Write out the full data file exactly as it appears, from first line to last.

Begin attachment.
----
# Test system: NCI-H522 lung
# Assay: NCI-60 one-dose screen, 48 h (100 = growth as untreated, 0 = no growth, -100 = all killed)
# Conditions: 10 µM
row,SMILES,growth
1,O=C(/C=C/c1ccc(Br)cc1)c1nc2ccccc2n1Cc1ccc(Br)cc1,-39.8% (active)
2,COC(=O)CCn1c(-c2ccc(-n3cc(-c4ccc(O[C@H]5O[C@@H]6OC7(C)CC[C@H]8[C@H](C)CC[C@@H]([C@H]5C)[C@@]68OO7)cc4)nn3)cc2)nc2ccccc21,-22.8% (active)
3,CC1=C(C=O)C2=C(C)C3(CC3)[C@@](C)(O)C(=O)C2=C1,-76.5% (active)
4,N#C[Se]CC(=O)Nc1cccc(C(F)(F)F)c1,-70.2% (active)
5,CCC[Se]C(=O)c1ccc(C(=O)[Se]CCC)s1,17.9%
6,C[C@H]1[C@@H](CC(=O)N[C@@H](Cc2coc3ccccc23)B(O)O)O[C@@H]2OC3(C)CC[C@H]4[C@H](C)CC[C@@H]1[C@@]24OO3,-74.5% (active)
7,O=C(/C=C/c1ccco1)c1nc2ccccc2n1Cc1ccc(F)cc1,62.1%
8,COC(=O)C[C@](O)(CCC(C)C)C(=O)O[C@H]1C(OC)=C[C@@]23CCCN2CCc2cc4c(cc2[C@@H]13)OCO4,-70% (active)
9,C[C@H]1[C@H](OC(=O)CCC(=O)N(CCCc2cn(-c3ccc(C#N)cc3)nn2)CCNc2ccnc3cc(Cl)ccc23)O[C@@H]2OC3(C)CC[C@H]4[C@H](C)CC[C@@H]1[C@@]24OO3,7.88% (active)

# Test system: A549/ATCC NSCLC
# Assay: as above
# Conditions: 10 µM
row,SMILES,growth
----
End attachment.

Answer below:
# Test system: NCI-H522 lung
# Assay: NCI-60 one-dose screen, 48 h (100 = growth as untreated, 0 = no growth, -100 = all killed)
# Conditions: 10 µM
row,SMILES,growth
1,O=C(/C=C/c1ccc(Br)cc1)c1nc2ccccc2n1Cc1ccc(Br)cc1,-39.8% (active)
2,COC(=O)CCn1c(-c2ccc(-n3cc(-c4ccc(O[C@H]5O[C@@H]6OC7(C)CC[C@H]8[C@H](C)CC[C@@H]([C@H]5C)[C@@]68OO7)cc4)nn3)cc2)nc2ccccc21,-22.8% (active)
3,CC1=C(C=O)C2=C(C)C3(CC3)[C@@](C)(O)C(=O)C2=C1,-76.5% (active)
4,N#C[Se]CC(=O)Nc1cccc(C(F)(F)F)c1,-70.2% (active)
5,CCC[Se]C(=O)c1ccc(C(=O)[Se]CCC)s1,17.9%
6,C[C@H]1[C@@H](CC(=O)N[C@@H](Cc2coc3ccccc23)B(O)O)O[C@@H]2OC3(C)CC[C@H]4[C@H](C)CC[C@@H]1[C@@]24OO3,-74.5% (active)
7,O=C(/C=C/c1ccco1)c1nc2ccccc2n1Cc1ccc(F)cc1,62.1%
8,COC(=O)C[C@](O)(CCC(C)C)C(=O)O[C@H]1C(OC)=C[C@@]23CCCN2CCc2cc4c(cc2[C@@H]13)OCO4,-70% (active)
9,C[C@H]1[C@H](OC(=O)CCC(=O)N(CCCc2cn(-c3ccc(C#N)cc3)nn2)CCNc2ccnc3cc(Cl)ccc23)O[C@@H]2OC3(C)CC[C@H]4[C@H](C)CC[C@@H]1[C@@]24OO3,7.88% (active)

# Test system: A549/ATCC NSCLC
# Assay: as above
# Conditions: 10 µM
row,SMILES,growth